# How to prove $(A|\Psi\rangle)^{\dagger}=\langle\Psi|A$ ?

In the context of quantum mechanics we postulate that every observable operator $$A$$ acting on the corresponding Hilbert space $$\mathcal{H}$$ is self-adjoint (Hermitian), i.e. $$\forall \Psi,\varphi\in\mathcal{H}:\langle\Psi,A\varphi\rangle=\langle A\Psi,\varphi\rangle,$$ which is equivalent to saying $$A=A^{\dagger}$$.

The map $$(\cdot)\mapsto(\cdot)^{\dagger}$$ is transposing and complex conjugating; i.e., in matrix notation: $$(A^{\dagger})_{ij}=A_{ji}^{*}$$ (the star denoting complex conjugation). Finally, we have the bra-ket notation $$(|\Psi\rangle)^{\dagger}:=\langle\Psi|$$.

My question is: How can I prove rigorously, with the above, that $$(A|\Psi\rangle)^{\dagger}=\langle\Psi|A?$$ Is it possible to do so without using the matrix notation (i.e. general statement including continuum states)?

• Not every operator on the Hilbert space is Hermitian. For example, the time-evolution operator is unitary. Sep 18 at 18:50
• @RichardMyers While the time-evolution operator is non-Hermitian, it's worth noting that unitarity and Hermiticity are not mutually exclusive. Sep 19 at 19:40

In general

$$\begin{equation} \langle \varphi| A |\psi \rangle^* = \langle \psi| A^\dagger |\varphi \rangle \end{equation}$$

If $$A$$ is hermitian $$\Rightarrow A = A^\dagger$$

\begin{align} &\Rightarrow \langle \varphi| A |\psi \rangle^* = \langle \psi| A |\varphi \rangle\\ &\iff (|\psi \rangle)^\dagger A^\dagger (\langle \varphi|)^\dagger = \langle \psi| A |\varphi \rangle\\ &\iff (A |\psi \rangle)^\dagger |\varphi \rangle = \langle \psi| A |\varphi \rangle \end{align}

Since this is true for any $$|\varphi \rangle$$

$$\begin{equation} \therefore \quad (A |\psi \rangle)^\dagger = \langle \psi| A \end{equation}$$

I will approach your problem from a pure mathematical perspective:

1. Let me first say that in your post you use the same notation $$\dagger$$ for two distinct mappings which have two different definitions and notations. One mapping acts on the space of linear densely defined operators in a complex separable Hilbert space and the other mapping is from the Hilbert space itself to its (topological) dual with respect to the topology induced by the norm (this mapping assignes a vector to a continuous functional). The first mapping is regularly denoted in physics by the dagger $$\dagger$$, while the second one by the tilde $$\widetilde{,,,}$$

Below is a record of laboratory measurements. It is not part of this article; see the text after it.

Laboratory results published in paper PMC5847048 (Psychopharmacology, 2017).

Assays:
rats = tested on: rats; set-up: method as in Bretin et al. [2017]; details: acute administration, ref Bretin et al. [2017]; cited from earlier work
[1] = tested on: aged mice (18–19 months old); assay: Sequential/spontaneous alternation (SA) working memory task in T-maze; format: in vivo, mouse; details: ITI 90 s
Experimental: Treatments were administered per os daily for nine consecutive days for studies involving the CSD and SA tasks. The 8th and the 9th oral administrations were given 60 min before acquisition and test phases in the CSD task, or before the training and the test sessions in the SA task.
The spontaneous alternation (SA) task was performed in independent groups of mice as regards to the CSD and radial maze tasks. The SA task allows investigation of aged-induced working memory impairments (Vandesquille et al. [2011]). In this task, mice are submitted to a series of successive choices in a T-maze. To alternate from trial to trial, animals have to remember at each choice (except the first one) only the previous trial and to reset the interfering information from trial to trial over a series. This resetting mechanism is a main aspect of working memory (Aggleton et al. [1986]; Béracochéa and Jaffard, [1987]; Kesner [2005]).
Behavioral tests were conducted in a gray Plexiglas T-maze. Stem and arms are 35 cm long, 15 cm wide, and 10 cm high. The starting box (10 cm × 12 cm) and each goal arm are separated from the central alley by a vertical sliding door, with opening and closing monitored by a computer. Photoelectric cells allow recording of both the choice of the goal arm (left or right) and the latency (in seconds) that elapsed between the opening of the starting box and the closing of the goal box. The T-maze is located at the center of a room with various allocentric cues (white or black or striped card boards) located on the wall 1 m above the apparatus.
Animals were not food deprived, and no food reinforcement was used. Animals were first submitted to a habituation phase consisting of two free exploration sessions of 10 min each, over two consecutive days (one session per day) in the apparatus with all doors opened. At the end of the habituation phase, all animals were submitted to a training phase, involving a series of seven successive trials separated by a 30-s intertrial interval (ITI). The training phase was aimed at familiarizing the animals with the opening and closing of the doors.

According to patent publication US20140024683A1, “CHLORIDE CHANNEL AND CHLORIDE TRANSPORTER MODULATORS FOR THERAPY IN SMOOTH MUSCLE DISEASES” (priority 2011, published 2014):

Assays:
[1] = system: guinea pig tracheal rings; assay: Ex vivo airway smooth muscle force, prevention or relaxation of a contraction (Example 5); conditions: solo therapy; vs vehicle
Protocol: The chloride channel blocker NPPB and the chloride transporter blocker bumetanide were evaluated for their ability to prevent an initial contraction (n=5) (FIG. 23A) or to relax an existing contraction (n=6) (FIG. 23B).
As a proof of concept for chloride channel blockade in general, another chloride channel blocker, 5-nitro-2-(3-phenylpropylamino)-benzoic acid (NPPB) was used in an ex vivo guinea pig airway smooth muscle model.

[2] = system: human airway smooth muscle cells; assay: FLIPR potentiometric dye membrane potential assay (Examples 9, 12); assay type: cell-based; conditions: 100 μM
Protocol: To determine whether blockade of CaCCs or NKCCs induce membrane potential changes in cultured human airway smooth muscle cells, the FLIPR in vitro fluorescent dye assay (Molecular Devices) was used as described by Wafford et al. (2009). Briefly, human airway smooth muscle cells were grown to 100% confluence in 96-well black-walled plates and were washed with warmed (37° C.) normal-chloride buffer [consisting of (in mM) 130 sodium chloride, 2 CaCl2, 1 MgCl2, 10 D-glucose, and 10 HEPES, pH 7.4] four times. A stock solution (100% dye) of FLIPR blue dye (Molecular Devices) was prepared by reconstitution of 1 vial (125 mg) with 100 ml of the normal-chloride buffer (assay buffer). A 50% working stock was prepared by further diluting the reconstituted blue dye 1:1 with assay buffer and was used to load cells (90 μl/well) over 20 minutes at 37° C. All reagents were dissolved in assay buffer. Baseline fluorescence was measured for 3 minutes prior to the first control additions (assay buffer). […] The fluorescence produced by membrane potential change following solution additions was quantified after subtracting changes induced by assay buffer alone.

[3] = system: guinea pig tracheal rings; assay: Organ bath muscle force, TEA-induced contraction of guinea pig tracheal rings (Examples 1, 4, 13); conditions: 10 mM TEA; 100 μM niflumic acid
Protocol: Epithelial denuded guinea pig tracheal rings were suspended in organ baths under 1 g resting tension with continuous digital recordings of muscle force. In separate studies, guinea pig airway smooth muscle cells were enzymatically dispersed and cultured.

2. Let me redefine your statement to be proved by using proper mathematical notation and dismissing the mathematically complicated Dirac braket notation. You wish to prove that for a self-adjoint $$A:D(A)\subseteq\mathscr{H} \rightarrow \mathscr{H}$$ we have the following equality of functionals:

$$\widetilde{A\Psi} =A^{\times}\widetilde{\Psi}.$$

Denote by $$F_{\Psi}\in\widetilde{\mathscr{H}}$$ a continuous functional on $$\mathscr{H}$$ assigned to an arbitrary vector $$\Psi\in D(A)\subseteq\mathscr{H}$$. We then have:

$$\widetilde{A\Psi} (\varphi) \equiv F_{A\Psi} (\varphi) = \langle A\Psi, \varphi\rangle = \langle \Psi, A^{\dagger}\varphi\rangle = \langle \Psi, A\varphi\rangle, ~ \forall \varphi\in D(A)\tag{1}$$

1. Turning to the right hand side, $$A^{\times}$$ is called the dual operator assigned to a linear operator acting in the Hilbert space ($$A^{\times}:\widetilde{\mathscr{H}}\rightarrow\widetilde{\mathscr{H}}$$). We then use its definition:

$$\left(A^{\times} \widetilde{\Psi}\right) (\varphi) =\left(A^{\times}F_{\Psi}\right)(\varphi)=: F_{\Psi} (A\varphi) = \langle\Psi, A\phi\rangle, ~ \forall \varphi\in D(A) \tag{2}$$

From $$(1)$$ and $$(2)$$ we obtain what we needed to prove.

• These things are indeed much clearer without the Dirac notation.
– Gold
Sep 18 at 23:38

More generally, the adjoint can be defined for an operator $$A:\mathcal H_1\to \mathcal H_2$$ between different Hilbert spaces, and gives an operator $$A^\dagger : \mathcal H_2 \to\mathcal H_1$$. It is then easy to prove that : $$(AB)^\dagger = B^\dagger A^\dagger\tag{1}$$

To apply this definition to $$|\psi\rangle$$, we can see it as an operator $$\mathbb C\to \mathcal H$$ (which sends a complex number $$\lambda$$ to the ket $$\lambda|\psi\rangle$$). Its adjoint is an operator $$|\psi\rangle^\dagger = X: \mathcal H \to \mathbb C$$ such that : $$\forall \lambda \in \mathbb C,\forall |\varphi\rangle \in \mathcal H , (|\varphi\rangle,\lambda|\psi\rangle)_{\mathcal H} = (X|\varphi\rangle,\lambda)_{\mathbb C}$$ ie $$\lambda \langle \varphi|\psi\rangle= (X|\varphi\rangle)^*\lambda$$. This gives $$X|\varphi\rangle= \langle\psi|\varphi\rangle$$ and $$|\psi\rangle^\dagger = \langle \psi|$$.

Using $$(1)$$ with $$A$$ hermitian, we get : $$(A|\psi\rangle)^\dagger = |\psi\rangle^\dagger A ^\dagger = \langle \psi| A$$